In a roleplaying game that I'm currently running/playing/somethinging, there's a mechanic built around an attribute called will. Roughly speaking, fighting monsters and making arduous journeys depletes will. Sleeping or relaxing in a safe place replenishes it. Will is also regained after achieving success in some way, which is a more complicated/interesting mechanic.
I think it has interesting consequences for how much attention one pays in lectures. See suppose the characters in the game had to sit through a quantum mechanics lecture (if you're playing the game: ooh, foreshadowing). One character pays attention, takes complete notes and asks questions. She loses a will point for all the effort, but regains it when, at the end of the lecture, she understands operator methods better and can consider her time well spent. Another character disagrees with the lecturer's interpretation of quantum mechanics, but thinks better of starting a philosophical debate in class. Rather than spending a will point stewing over it, she starts doodling in the margins between taking down the most salient points of the lecture. Her understanding of operator methods improves, but she's not satisfied enough to gain a will point. Nonetheless, between taking some notes and worrying about philosophy and doodling, she's lost a will point. She'll be more tired than the character who paid attention. (The character who bunked the lecture is also doing better, but only until exam time.)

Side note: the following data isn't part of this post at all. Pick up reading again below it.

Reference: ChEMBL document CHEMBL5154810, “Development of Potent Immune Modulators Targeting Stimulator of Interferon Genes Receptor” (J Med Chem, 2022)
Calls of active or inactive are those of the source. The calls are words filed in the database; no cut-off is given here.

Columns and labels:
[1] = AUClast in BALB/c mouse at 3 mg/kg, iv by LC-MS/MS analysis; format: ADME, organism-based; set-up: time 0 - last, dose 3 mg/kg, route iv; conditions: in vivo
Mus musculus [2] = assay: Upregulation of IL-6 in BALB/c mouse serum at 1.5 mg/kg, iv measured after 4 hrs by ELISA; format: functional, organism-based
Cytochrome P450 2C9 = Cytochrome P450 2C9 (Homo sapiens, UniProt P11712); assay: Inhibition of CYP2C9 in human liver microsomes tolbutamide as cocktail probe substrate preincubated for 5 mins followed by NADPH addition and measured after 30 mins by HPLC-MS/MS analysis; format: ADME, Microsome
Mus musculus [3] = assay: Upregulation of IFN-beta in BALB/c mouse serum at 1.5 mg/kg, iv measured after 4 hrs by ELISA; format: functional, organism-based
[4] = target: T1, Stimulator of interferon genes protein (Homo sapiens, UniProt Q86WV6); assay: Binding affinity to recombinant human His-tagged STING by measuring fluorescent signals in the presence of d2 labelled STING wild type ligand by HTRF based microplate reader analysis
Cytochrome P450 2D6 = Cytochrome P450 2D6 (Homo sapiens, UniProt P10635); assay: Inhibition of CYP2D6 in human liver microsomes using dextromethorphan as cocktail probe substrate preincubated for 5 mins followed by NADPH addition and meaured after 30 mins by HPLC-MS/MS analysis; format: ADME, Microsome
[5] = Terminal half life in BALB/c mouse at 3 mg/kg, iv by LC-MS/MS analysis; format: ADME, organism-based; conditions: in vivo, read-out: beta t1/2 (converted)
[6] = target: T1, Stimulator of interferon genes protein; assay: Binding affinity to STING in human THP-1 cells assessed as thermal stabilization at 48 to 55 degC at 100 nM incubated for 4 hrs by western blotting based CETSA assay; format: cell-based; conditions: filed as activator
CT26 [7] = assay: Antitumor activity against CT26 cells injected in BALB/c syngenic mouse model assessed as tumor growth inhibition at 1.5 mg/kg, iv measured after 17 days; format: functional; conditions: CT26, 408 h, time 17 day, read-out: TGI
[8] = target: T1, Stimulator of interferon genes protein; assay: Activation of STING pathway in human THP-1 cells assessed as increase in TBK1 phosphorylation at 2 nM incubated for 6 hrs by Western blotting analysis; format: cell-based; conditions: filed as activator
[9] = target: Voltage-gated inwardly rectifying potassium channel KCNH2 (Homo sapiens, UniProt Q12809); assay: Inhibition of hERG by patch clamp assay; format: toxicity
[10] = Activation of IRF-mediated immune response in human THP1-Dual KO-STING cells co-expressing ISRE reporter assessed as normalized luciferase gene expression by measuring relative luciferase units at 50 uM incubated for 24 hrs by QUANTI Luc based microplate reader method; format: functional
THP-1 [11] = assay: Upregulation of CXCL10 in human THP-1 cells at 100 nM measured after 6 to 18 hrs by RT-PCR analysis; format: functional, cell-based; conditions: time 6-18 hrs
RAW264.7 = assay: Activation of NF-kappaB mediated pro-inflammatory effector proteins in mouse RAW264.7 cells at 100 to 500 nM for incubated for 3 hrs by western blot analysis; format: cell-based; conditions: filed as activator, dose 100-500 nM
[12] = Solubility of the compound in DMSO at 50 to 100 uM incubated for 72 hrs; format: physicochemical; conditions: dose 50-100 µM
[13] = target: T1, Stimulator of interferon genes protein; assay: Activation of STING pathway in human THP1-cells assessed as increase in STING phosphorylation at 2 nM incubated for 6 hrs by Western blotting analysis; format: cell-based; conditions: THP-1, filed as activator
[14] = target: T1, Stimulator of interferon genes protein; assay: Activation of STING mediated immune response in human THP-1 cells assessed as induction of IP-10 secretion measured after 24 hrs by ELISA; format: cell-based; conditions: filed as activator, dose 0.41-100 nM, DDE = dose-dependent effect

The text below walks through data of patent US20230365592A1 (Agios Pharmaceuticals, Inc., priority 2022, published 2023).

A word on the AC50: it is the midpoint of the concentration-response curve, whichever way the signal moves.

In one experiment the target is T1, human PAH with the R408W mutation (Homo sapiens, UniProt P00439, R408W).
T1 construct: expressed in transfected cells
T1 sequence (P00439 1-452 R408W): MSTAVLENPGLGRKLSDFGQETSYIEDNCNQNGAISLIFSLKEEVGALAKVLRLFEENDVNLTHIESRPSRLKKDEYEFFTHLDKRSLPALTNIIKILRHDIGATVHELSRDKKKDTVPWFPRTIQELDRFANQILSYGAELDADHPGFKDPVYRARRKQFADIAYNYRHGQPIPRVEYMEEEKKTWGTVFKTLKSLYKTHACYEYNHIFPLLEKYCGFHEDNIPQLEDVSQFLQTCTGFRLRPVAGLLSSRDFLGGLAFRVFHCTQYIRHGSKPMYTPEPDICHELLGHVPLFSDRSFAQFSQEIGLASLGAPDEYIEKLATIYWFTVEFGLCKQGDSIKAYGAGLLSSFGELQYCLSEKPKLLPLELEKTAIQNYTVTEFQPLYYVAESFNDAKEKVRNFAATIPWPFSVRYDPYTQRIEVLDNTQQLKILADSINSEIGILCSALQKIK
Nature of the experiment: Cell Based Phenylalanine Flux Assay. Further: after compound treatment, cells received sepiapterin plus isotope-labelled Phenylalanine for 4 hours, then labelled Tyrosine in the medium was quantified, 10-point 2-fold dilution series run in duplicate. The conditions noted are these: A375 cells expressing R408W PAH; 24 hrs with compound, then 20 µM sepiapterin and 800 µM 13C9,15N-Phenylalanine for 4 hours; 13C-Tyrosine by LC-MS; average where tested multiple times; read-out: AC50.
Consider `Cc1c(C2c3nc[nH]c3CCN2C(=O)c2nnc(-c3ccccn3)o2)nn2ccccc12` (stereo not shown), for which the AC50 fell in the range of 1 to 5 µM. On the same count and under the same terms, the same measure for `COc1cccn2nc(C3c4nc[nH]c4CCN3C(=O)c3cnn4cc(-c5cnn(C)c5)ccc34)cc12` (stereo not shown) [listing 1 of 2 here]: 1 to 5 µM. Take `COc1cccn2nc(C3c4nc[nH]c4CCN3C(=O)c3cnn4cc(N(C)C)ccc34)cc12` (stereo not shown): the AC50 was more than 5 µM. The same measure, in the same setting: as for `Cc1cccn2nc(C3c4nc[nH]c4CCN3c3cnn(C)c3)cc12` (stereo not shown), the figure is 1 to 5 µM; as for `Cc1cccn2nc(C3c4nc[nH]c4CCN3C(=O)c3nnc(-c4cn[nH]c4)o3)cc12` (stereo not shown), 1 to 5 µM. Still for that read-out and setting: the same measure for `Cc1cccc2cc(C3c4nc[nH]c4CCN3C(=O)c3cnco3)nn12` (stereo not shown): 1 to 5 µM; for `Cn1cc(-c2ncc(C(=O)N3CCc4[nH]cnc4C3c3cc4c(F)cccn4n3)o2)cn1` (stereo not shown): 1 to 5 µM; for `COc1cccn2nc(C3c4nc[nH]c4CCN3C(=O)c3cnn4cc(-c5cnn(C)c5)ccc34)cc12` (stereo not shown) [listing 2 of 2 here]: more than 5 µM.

Now, if only real life could be modelled by such simple mechanics. Quantisation of willpower, at least, sounds like a viable physical mechanism.
(This picture is mostly just because I like it. It has to do with lectures (phase space representations, not operator methods) and end-of-long-day/weekness. That's all.)